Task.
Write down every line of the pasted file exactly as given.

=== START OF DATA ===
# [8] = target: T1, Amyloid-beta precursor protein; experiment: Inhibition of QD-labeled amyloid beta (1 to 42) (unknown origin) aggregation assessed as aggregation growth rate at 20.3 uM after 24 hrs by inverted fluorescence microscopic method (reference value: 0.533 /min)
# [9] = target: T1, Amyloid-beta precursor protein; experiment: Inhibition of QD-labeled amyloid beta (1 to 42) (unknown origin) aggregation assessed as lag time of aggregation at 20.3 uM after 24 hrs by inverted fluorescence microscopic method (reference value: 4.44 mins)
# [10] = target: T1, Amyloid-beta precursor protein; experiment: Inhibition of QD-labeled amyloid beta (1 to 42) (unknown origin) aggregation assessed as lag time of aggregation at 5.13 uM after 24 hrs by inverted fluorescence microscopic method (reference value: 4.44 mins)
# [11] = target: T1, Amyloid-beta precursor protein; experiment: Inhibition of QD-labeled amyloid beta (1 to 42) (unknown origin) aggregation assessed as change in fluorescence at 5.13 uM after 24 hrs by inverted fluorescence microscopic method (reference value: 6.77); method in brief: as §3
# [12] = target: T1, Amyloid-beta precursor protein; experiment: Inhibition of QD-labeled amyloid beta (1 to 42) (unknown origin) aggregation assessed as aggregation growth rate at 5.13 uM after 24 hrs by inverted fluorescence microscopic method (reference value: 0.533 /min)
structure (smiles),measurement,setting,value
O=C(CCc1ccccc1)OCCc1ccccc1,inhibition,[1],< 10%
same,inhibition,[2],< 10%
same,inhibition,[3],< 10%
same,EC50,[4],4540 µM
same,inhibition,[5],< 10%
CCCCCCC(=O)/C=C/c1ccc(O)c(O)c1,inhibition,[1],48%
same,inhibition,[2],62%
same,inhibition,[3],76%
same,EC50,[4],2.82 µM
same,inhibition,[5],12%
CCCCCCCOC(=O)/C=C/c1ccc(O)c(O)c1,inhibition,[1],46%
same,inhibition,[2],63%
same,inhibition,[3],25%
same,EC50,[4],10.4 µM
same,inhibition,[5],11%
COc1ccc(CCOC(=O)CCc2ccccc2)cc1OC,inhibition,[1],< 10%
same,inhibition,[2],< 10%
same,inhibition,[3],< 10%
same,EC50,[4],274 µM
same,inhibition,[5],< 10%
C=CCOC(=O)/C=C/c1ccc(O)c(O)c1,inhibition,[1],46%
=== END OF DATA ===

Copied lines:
# [8] = target: T1, Amyloid-beta precursor protein; experiment: Inhibition of QD-labeled amyloid beta (1 to 42) (unknown origin) aggregation assessed as aggregation growth rate at 20.3 uM after 24 hrs by inverted fluorescence microscopic method (reference value: 0.533 /min)
# [9] = target: T1, Amyloid-beta precursor protein; experiment: Inhibition of QD-labeled amyloid beta (1 to 42) (unknown origin) aggregation assessed as lag time of aggregation at 20.3 uM after 24 hrs by inverted fluorescence microscopic method (reference value: 4.44 mins)
# [10] = target: T1, Amyloid-beta precursor protein; experiment: Inhibition of QD-labeled amyloid beta (1 to 42) (unknown origin) aggregation assessed as lag time of aggregation at 5.13 uM after 24 hrs by inverted fluorescence microscopic method (reference value: 4.44 mins)
# [11] = target: T1, Amyloid-beta precursor protein; experiment: Inhibition of QD-labeled amyloid beta (1 to 42) (unknown origin) aggregation assessed as change in fluorescence at 5.13 uM after 24 hrs by inverted fluorescence microscopic method (reference value: 6.77); method in brief: as §3
# [12] = target: T1, Amyloid-beta precursor protein; experiment: Inhibition of QD-labeled amyloid beta (1 to 42) (unknown origin) aggregation assessed as aggregation growth rate at 5.13 uM after 24 hrs by inverted fluorescence microscopic method (reference value: 0.533 /min)
structure (smiles),measurement,setting,value
O=C(CCc1ccccc1)OCCc1ccccc1,inhibition,[1],< 10%
same,inhibition,[2],< 10%
same,inhibition,[3],< 10%
same,EC50,[4],4540 µM
same,inhibition,[5],< 10%
CCCCCCC(=O)/C=C/c1ccc(O)c(O)c1,inhibition,[1],48%
same,inhibition,[2],62%
same,inhibition,[3],76%
same,EC50,[4],2.82 µM
same,inhibition,[5],12%
CCCCCCCOC(=O)/C=C/c1ccc(O)c(O)c1,inhibition,[1],46%
same,inhibition,[2],63%
same,inhibition,[3],25%
same,EC50,[4],10.4 µM
same,inhibition,[5],11%
COc1ccc(CCOC(=O)CCc2ccccc2)cc1OC,inhibition,[1],< 10%
same,inhibition,[2],< 10%
same,inhibition,[3],< 10%
same,EC50,[4],274 µM
same,inhibition,[5],< 10%
C=CCOC(=O)/C=C/c1ccc(O)c(O)c1,inhibition,[1],46%